This essay argues that Antony and Cleopatra questions both a binary vision of racialized sexuality and the colonial and imperial projects that such a binary legitimizes. Along with the seemingly whitest of men, Caesar, and the darkest of women, Cleopatra, this play includes a range of racialized sexual types. These include the virago Fulvia, the chaste wife Octavia, the eunuch Mardian, and the spectral figure of the “boy” catamite whom Antony, Cleopatra, and Caesar all fear becoming. These racialized sexual types converge in surprising ways in Antony and Cleopatra, and this convergence undermines any clear opposition between Roman virtus and its seductive and corrupting others. It also illuminates the contradictions and fissures within Roman ideals of self-mastery and self-determination that continue to shape modern ideals of respectability and responsibility. Antony and Cleopatra reveals empire to be a perverse enterprise indeed.
Regional order in the 1970s can be apprehended in relation to three interacting conflict dynamics, which this chapter examines in turn. The first was the competitive support-seeking dynamic between Saudi Arabia and Iran, the latter of which remained Washington’s default partner in the Gulf due to its contiguity with the Soviet Union and apparently greater internal stability. Riyadh’s main asset in this contest was its structural power within a second, Arab–Israeli arena, through consolidating its economic and political influence over Egypt and Syria. Resistance to the stabilisation of this emerging state conglomerate fed into a third conflict dynamic revolving around Syrian and Iraqi ideological externalisation strategies. The hegemonic strategies of each of these states necessitated continued confrontation with Israel.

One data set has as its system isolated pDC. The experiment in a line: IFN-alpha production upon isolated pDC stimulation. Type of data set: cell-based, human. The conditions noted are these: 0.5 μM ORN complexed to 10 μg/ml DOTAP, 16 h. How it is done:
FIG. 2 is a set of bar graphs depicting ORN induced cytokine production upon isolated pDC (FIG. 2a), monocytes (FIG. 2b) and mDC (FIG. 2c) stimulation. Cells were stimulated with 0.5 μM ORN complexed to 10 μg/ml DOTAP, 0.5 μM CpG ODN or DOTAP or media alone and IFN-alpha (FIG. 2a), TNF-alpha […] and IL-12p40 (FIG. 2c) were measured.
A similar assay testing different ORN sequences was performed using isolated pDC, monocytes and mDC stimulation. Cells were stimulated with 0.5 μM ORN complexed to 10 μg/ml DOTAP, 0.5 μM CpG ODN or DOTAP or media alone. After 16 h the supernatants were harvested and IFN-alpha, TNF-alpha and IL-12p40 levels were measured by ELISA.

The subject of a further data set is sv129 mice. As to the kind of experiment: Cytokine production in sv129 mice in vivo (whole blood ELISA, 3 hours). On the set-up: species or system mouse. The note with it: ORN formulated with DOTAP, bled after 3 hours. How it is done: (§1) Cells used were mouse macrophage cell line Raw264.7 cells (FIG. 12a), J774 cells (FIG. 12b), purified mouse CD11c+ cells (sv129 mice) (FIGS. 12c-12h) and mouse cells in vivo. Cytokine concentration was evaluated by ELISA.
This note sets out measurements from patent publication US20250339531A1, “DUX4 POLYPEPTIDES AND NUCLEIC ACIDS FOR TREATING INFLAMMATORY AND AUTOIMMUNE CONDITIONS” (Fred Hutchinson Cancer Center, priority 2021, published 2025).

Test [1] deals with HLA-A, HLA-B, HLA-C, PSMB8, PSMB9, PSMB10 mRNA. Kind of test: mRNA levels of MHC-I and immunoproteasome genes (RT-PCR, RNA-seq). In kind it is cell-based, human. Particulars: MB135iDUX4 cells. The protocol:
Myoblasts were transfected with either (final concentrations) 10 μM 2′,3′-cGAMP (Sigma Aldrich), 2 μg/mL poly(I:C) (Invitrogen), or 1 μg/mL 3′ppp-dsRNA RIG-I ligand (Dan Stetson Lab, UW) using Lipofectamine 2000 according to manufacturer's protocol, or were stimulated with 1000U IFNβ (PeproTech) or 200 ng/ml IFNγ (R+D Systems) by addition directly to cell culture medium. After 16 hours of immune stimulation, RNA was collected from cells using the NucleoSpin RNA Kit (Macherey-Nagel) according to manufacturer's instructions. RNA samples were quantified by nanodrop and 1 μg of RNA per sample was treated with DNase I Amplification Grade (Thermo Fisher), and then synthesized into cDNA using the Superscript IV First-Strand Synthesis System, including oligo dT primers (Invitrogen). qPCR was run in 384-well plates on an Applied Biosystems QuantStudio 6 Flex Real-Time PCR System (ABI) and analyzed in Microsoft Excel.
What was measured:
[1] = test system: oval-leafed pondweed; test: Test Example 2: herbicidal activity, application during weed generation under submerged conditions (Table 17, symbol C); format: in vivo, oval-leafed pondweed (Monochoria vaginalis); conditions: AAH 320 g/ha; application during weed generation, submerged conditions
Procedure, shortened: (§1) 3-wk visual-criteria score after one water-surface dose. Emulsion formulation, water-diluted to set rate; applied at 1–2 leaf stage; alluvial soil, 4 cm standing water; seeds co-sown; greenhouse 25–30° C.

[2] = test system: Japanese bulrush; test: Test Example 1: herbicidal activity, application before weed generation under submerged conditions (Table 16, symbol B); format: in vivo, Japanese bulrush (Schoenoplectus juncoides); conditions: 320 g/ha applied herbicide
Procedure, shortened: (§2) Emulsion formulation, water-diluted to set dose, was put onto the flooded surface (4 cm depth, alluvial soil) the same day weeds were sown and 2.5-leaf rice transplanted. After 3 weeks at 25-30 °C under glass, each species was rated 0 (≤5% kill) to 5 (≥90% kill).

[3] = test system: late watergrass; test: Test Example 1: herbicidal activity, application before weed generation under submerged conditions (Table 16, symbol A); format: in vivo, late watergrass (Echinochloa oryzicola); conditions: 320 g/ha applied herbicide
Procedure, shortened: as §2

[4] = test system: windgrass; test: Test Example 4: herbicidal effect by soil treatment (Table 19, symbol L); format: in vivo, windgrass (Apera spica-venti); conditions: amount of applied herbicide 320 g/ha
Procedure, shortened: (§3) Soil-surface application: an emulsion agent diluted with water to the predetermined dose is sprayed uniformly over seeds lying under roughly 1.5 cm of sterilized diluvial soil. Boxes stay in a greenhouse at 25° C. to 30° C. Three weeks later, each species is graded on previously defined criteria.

In this chapter I begin by examining some of the earliest legal documents to have been found, vassal treaties from the middle of the third millennium BCE. In the second section I analyze the most famous ancient “international” treaty: that struck between Egypt and the Hittite Kingdom in the second millennium BCE. In the third section I begin to explore the idea of compliance to treaties in the ancient world. In the fourth section I explore the specific use of oaths and threats as self-help in enforcement of ancient treaties. And in the final section, I discuss how trust was understood and encouraged in ancient times.